Pregnancy is a time of joy and expectation, but for overweight or obese women, it can also be a time of worry. Carrying excessive weight causes health complications in women who are not pregnant, and it increases the difficulties facing pregnant women. If you are overweight or obese and pregnant, you should exercise caution and consult your doctor before attempting to lose weight during your pregnancy.
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Women who are overweight or obese when they become pregnant face the possibility of health complications. The March of Dimes notes that an overweight woman is more likely to experience miscarriage, gestational diabetes, high blood pressure or stillbirth. She is also at risk of needing a cesarean delivery, and her baby is more likely to be born early. While dieting during pregnancy is not recommended, your doctor may provide an eating plan to help you maintain a healthy weight.
Normal Weight Gain
The Weight-Control Information Network says that weight gain is normal during pregnancy, and generally, women should not lose weight during pregnancy. You need to eat enough calories and a wide variety of foods to ensure your baby gets all the nutrients she needs to develop properly. The Network states that women who are overweight before they become pregnant should expect to gain 15 to 25 pounds while they are pregnant. Obese women should gain around 15 pounds during pregnancy. Talk to your doctor if you experience weight gain outside these parameters.
Although you should not use exercise to try to lose weight while you are pregnant, exercising can provide benefits for both you and your baby. The website KidsHealth notes that the right exercises can help alleviate back and joint pain, ease delivery by strengthening your muscles and your heart, increase your sense of well-being and help you sleep better. If you did not exercise before your pregnancy, begin exercising by getting about 2 hours and 30 minutes of moderately-paced exercise each week. This amounts to walking, biking or swimming for about 30 minutes, five days per week. Avoid exercises that are jarring, cause you to bounce or place you at risk of abdominal injury.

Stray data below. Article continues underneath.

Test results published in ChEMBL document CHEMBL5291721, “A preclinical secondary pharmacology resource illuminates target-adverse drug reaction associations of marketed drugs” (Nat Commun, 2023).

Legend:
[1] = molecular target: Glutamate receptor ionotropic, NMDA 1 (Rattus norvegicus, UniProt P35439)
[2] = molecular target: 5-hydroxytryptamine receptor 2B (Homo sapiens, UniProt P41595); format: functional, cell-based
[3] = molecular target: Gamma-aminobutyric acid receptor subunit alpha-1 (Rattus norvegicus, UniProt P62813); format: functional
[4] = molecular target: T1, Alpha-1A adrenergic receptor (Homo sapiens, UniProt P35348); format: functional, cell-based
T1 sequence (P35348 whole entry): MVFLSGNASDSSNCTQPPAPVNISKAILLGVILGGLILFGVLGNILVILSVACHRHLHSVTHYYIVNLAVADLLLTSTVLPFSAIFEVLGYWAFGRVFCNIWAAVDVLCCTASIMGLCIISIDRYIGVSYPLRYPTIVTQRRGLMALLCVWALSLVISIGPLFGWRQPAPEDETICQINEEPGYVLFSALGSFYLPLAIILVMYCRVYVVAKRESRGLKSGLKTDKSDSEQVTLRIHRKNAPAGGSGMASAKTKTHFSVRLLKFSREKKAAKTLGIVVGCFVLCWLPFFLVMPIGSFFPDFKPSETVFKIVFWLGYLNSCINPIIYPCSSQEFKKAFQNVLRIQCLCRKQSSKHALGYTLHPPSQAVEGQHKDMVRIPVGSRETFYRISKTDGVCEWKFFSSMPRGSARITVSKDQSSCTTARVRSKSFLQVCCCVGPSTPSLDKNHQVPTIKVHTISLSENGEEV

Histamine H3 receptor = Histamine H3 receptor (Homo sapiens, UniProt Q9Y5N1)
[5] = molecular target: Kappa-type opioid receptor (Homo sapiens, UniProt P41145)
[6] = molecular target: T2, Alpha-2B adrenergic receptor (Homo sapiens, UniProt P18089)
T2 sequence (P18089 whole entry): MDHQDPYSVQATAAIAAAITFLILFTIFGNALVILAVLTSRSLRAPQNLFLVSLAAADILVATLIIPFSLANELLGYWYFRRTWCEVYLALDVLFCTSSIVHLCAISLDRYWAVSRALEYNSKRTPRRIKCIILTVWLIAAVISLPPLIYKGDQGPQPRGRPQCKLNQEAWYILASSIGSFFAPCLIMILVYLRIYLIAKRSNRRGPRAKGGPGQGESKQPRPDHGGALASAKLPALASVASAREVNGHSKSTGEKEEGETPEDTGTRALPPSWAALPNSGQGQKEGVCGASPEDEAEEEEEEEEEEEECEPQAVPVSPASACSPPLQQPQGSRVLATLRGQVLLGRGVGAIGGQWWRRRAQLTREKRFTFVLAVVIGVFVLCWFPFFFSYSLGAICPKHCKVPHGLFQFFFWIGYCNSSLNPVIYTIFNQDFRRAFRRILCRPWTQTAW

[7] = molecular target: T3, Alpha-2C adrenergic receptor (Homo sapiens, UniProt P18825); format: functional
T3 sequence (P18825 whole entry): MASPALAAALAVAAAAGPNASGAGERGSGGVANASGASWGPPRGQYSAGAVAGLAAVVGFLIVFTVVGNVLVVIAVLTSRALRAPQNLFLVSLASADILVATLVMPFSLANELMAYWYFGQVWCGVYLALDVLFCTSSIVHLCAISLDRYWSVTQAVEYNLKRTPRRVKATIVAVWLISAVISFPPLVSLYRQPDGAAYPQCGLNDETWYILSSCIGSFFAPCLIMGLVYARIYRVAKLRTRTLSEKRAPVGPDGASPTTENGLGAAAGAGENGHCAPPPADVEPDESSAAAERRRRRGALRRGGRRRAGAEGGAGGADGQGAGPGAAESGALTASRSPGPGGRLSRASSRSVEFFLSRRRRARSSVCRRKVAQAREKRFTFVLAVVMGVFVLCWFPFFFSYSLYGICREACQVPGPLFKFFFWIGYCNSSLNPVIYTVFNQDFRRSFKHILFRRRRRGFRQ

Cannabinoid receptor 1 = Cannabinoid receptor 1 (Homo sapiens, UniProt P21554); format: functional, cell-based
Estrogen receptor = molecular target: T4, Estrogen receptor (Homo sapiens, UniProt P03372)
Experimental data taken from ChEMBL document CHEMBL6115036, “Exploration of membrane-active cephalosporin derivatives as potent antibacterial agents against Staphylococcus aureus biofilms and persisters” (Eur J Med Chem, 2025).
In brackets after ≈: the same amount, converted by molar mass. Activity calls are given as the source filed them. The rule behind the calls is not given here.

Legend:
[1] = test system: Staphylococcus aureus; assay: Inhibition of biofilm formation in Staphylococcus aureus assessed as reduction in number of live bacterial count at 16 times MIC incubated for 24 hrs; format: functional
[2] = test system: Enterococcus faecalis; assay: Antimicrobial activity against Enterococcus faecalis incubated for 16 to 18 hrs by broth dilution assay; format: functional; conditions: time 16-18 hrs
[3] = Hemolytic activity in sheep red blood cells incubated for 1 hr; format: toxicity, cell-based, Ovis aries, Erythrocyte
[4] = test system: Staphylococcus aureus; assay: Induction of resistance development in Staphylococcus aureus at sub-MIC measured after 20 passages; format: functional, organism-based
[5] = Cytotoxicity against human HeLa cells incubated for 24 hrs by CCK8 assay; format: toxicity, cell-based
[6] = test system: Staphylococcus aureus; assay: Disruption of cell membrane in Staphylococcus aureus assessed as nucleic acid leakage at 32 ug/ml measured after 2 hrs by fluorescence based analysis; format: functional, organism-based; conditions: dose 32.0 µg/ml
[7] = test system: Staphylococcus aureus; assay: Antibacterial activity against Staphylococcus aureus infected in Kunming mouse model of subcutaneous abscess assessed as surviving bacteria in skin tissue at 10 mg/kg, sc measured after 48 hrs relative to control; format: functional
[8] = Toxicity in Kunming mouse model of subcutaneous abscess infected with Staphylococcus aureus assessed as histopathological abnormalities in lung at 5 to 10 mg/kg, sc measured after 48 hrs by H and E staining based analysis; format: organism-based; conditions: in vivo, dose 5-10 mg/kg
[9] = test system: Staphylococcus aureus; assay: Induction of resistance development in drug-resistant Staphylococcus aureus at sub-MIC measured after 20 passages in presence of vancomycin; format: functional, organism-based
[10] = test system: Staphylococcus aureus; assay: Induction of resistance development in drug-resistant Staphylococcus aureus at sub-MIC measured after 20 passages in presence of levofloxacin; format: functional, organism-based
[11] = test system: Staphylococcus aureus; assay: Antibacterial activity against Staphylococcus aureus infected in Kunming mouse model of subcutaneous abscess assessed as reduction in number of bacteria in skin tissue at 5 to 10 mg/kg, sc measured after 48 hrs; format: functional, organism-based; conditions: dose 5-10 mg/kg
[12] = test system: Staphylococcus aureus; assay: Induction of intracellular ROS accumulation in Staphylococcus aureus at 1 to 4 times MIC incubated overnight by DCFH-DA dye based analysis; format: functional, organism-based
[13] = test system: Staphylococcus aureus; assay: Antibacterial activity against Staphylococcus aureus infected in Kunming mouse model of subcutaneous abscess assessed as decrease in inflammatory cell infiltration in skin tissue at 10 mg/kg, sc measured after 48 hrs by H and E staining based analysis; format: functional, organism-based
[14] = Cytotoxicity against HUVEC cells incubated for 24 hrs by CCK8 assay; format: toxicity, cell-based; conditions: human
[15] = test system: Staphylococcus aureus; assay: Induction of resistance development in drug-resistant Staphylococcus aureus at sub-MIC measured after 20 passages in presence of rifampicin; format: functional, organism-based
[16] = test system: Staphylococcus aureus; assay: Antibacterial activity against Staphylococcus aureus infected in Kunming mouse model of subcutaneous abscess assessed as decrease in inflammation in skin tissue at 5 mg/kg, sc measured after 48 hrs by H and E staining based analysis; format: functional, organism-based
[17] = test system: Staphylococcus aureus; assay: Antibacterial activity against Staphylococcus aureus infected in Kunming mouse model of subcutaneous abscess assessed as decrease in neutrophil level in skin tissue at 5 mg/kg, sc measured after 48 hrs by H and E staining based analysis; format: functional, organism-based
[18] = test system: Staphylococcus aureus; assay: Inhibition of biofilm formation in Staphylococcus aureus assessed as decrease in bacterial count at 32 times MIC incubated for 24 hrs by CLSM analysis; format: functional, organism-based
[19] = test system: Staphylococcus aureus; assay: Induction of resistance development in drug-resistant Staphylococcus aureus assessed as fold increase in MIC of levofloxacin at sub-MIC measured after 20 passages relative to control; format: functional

The American Congress of Obstetricians and Gynecologists recommends that pregnant women eat approximately 300 extra calories per day during pregnancy. This added caloric intake will provide both you and your baby with the levels of nutrients and energy you need and allow you to gain weight at a reasonable pace. Eating a variety of foods containing protein, carbohydrates, fat, vitamins and minerals will ensure your baby receives the nutrients he needs to grow and develop. Focus on eating lean meats, whole grains, and fresh fruit and vegetables; and protect your baby by eating the number of calories recommended by your doctor.
Your doctor is your best advocate for managing your weight while you are pregnant. Seek her advice before beginning an exercise routine or changing your diet. She can provide recommendations on how to begin your exercise regimen and refer you to a dietitian to help you build a healthy eating plan. Depending on your weight and medical conditions, she may recommend that you try to maintain your weight at your prepregnancy level. She will also monitor your health and your baby’s health throughout the pregnancy, and advise you to make exercise and eating changes if needed.